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Writing: leaflet

Lets write a brochure or leaflet to encourage visitors. Take a look at the fun Leon and Daniel had on the London Eye
1 What is a 'leaflet'? What are the usual purposes of a leaflet? Can you give any examples of leaflets you have seen or been given recently?

Read the leaflet below and decide what its aim is.

Read the leaflet again. Do you think it is effective? Why/why not?
  1. What do you think of
    • the title
    • the headings
    • the style (appropriately informal/neutral/formal?)
    • the amount of information given
    • the tone (is it selling itself too hard?)
  2. Would you consider going on the London Eye as a result of reading it? Why/why not?
2 Read this task and the answer. Do you think the answer is very good/quite good/not very good? Why?


An increasing number of tourists are coming to visit your country. Your national tourist office is producing a series of leaflets about tourist attractions in your area and around the country. You have been asked to write a leaflet about one attraction that you know.

Write the leaflet (in approximately 250 words), highlighting why visitors should come to this attraction and any useful practical information they should know.

The London Eye - On top of the world!

The British Airways London Eye has been launched! See London like you've never seen it before. This stunning attraction is now open to the public. Amazing views across the whole of London. An event the whole family will love! To book tickets call 0870 500 0600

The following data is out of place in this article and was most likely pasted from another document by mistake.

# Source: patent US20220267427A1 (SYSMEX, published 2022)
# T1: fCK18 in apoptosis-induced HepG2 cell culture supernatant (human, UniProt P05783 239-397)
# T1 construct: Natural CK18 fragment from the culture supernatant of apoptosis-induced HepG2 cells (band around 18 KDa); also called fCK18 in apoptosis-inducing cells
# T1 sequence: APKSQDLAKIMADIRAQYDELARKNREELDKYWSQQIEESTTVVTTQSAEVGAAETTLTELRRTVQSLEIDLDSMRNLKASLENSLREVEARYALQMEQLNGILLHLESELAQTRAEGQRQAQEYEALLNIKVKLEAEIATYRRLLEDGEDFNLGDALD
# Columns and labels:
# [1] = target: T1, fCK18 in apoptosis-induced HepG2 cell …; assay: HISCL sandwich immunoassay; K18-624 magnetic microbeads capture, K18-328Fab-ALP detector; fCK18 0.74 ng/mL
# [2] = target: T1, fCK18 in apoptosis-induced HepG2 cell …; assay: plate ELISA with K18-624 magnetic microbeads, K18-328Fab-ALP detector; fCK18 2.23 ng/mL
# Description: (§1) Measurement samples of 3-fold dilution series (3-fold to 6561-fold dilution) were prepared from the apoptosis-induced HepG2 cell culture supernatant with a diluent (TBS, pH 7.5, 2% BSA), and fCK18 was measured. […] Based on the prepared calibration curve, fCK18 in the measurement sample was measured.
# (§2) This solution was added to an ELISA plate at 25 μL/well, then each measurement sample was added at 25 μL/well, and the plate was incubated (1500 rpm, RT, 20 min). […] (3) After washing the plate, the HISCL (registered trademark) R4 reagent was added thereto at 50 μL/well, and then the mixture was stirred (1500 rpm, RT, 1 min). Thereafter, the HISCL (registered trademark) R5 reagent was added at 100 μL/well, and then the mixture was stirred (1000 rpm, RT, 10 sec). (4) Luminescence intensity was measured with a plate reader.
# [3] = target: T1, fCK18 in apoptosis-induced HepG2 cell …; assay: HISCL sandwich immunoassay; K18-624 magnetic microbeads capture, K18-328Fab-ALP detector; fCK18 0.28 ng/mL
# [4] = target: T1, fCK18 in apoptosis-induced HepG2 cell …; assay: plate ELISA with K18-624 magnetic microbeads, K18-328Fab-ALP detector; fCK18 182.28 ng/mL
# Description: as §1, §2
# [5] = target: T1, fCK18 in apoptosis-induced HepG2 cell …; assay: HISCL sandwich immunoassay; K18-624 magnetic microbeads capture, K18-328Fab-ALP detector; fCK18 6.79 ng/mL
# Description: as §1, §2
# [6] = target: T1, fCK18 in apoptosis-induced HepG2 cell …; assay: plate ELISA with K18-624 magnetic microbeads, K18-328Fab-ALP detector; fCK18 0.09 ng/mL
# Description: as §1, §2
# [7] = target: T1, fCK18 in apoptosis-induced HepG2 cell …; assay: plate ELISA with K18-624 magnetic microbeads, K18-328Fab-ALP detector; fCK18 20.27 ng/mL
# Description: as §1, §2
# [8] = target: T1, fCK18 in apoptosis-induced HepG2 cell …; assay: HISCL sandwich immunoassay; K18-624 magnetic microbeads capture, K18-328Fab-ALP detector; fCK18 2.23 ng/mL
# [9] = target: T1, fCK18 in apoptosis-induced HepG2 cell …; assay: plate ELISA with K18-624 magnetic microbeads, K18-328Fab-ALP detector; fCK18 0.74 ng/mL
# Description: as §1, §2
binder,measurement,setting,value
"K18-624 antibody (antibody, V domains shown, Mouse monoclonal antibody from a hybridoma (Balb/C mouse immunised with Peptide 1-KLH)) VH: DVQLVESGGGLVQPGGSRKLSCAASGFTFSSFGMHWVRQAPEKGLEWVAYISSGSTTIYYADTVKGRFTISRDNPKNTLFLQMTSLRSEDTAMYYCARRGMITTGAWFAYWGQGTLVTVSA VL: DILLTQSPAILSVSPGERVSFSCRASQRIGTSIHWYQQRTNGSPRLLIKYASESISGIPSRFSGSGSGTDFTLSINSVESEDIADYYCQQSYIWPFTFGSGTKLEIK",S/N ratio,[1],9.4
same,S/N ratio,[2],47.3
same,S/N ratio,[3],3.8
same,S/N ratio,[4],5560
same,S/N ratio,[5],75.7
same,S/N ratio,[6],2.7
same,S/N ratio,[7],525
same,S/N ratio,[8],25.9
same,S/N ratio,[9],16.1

Part of a great tradition
The London Eye is one of the most imaginative Millennium projects to have been conceived of for London. In its inspiration and in its design it has drawn on the great tradition of celebratory structures such as the Ferris Wheel built for Chicago's World's Columbia Exposition in 1893 and the Eiffel Tower built for the Paris Exposition in 1889.

The perfect symbol
The architects on the project came up with the concept of a wheel as the ideal symbol for the Millennium. It represents the turning of the century, is a universally recognisable symbol of regeneration and time, and introduces a new shape into a rectilinear city. Research into the history of Ferris wheels has been drawn on to assist the design of a wheel on which people can ride, see breathtaking views of London, and which is itself an object of beauty.

How to get there:
Tube > Embankment, Waterloo, Charing Cross
Train > Waterloo East, Charing Cross

Opening hours: 10.00-18.00

Adults £7.45
Children £4.95
Senior Citizens £5.95
2 Danny and Daddy go to the Tate Modern In this text some of the words are malapropisms. Which words are they and which words do they replace?

down the South Bank to the Tate Modern

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